For a period of three years in non-protected areas, permitted thresholds for single storey rear extensions would increase from 3m to 6m for semi-detached dwellings and 4m to 8m for detached, subject to various limitations including no more than 4m high and development to cover not more than 50% of the curtilage of the house.
For a period of three years in non-protected areas, increased permitted size limits for extensions to shops, professional/financial services and offices to 100 sq m. Increased permitted size limit for industrial premises to 200 sq m.
Agricultural buildings to other uses supporting rural growth
Proposals to permit changes from agriculture to other low impact business uses such as workshops, offices, storage, food processing, café, leisure.
Higher thresholds for changes between B1, B2 and B8
Proposed doubling of the current floorspace limit from 235 sq m to 470 sq m for permitted changes of use between B1 and B8 and from B2 to B1/B8.
Temporary 2 year low impact uses
Proposed permitted temporary (2 years) change of use of ‘redundant buildings’ currently falling into use classes A, B1, D1 and D2. Appropriate temporary uses likely to be within use classes A1, A2, A3 and B1.
Hotels (C1) to dwelling houses (C3)
No details on possible size bands, but the consultation paper states these are more likely to apply to smaller hotel premises.
The Planning Guarantee
The Government’s Plan for Growth (March 2011) included a proposed guarantee that no planning application should take more than a year to decide. This would allow a maximum of 26 weeks for the local planning authority to reach its decision and, should there be an appeal, a similar maximum period of 26 weeks for the Inspectorate. DCLG is consulting (5) on a proposed amendment to secondary legislation whereby the applicant’s planning application fee would be refunded if the planning application remains undecided after 26 weeks.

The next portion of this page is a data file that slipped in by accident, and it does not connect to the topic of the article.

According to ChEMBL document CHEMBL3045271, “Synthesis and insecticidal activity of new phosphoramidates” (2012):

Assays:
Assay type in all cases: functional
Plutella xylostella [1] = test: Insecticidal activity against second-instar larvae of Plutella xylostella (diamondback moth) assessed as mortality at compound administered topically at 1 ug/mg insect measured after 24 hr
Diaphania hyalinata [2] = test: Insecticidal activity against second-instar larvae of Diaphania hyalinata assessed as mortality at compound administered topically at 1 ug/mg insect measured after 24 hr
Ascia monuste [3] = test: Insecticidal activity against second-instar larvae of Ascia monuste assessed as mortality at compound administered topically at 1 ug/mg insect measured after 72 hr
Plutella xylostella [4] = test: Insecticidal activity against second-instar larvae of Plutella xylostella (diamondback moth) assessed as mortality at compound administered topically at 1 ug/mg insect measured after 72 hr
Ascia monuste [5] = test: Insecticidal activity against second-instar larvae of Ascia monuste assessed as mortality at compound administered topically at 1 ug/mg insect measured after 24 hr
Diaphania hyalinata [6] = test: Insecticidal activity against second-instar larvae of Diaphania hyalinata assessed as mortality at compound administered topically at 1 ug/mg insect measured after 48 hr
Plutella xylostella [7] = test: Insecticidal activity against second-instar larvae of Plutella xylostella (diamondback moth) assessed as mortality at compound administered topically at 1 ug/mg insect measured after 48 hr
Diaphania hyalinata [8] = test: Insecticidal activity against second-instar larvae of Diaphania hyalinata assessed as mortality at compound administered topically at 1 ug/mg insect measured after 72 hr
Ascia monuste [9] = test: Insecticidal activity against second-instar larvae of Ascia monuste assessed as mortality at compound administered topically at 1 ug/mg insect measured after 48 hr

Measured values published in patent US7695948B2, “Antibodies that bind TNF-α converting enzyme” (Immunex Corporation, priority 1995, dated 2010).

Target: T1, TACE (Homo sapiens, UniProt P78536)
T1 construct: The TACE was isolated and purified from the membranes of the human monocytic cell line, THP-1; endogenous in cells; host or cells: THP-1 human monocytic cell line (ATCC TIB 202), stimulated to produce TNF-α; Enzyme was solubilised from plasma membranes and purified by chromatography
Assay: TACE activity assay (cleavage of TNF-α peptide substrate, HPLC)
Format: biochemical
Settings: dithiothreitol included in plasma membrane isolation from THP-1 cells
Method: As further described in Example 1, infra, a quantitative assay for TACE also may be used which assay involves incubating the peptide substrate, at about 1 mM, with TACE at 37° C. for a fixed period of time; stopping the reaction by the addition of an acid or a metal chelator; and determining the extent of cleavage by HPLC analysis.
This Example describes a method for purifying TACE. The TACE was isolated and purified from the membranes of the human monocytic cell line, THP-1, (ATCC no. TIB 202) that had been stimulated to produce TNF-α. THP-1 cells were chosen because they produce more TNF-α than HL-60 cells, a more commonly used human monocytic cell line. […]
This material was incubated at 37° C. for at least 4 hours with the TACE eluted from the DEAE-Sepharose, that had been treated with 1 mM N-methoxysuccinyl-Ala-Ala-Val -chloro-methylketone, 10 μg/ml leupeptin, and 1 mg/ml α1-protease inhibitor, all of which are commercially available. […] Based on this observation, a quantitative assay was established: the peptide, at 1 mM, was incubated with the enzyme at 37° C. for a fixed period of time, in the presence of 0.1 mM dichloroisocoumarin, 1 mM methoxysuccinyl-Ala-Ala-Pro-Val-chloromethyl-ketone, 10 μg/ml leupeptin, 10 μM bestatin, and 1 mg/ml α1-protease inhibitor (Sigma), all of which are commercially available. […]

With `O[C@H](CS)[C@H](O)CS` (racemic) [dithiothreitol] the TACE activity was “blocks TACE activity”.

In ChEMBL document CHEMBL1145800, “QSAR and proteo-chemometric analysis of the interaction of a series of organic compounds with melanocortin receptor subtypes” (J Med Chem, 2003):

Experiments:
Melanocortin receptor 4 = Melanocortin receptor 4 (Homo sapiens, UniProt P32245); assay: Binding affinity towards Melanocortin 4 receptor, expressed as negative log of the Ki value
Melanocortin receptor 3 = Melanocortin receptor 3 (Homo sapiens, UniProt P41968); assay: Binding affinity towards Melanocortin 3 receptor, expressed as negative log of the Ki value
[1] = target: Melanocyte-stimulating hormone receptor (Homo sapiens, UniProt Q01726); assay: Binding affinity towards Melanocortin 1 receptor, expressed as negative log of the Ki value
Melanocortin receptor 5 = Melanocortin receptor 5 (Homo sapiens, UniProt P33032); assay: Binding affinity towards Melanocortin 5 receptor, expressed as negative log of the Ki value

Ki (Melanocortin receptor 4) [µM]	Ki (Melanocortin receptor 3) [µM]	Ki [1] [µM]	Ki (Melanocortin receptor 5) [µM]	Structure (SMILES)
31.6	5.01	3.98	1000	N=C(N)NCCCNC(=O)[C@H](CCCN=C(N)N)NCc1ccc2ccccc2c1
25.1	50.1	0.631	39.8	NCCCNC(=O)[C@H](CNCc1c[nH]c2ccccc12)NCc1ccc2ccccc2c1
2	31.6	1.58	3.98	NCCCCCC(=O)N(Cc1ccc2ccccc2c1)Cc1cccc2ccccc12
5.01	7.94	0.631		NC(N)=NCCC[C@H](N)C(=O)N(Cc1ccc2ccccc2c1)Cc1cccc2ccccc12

DCLG published for consultation on 1 November 2012 its proposals (6) to streamline the appeals system and ‘change behaviours’ through changes to secondary legislation. Some of the key proposals are: submission of appeal statement and draft statement of common ground when the appeal is made rather than after 6 weeks; subsequent agreement of Statement of Common Ground after 5 weeks; inquiries to be held within 16 weeks rather than 20 weeks; hearings to be held within 10 weeks rather than 12 weeks; fast-track Commercial Appeals Service for advertisement consent, changes to shop fronts, change of use and minor development <1,000 sq m – for these applications there would be a 12 week period rather than 6 months in which to appeal.
While the Government has not announced any proposals to change the law in relation to protection of the Green Belt, in a Ministerial Statement on 6 September 2012 the Minister for Communities and Local Government Eric Pickles announced that the Government will encourage local planning authorities to review and tailor the extent of Green Belt land in their local areas. The Statement emphasises the Government’s commitment to safeguarding the Green Belt but at the same time refers to ‘considerable previously developed land in many Green Belt areas which could be put to more productive use’. As an incentive, LPAs who review green belt land in their local plans will have their local plan examination process prioritised.
Commercial to residential
The National Planning Policy Framework (March 2012) includes at para 51 the Government’s advice that councils should normally approve change of use from commercial B uses to residential provided there are not strong economic reasons why this would be inappropriate. Many thought this was the end of the matter, but in his 6 Sep Ministerial statement Eric Pickles announced that the government will ‘…introduce permitted development rights to enable change of use from commercial to residential purposes, while providing the opportunity for authorities to seek a local exemption where they believe there will be an adverse economic impact.’ The Government has yet to publish its proposals.
Flats above shops
On 1 October 2012 an amendment to the General Permitted Development Order (7) came into force which now enables buildings used as shops or financial and professional services to change to a mixed use incorporating up to two flats (and to revert back to non-residential use) without the need to apply for planning permission. The previous GPDO allowed change of use to only one flat.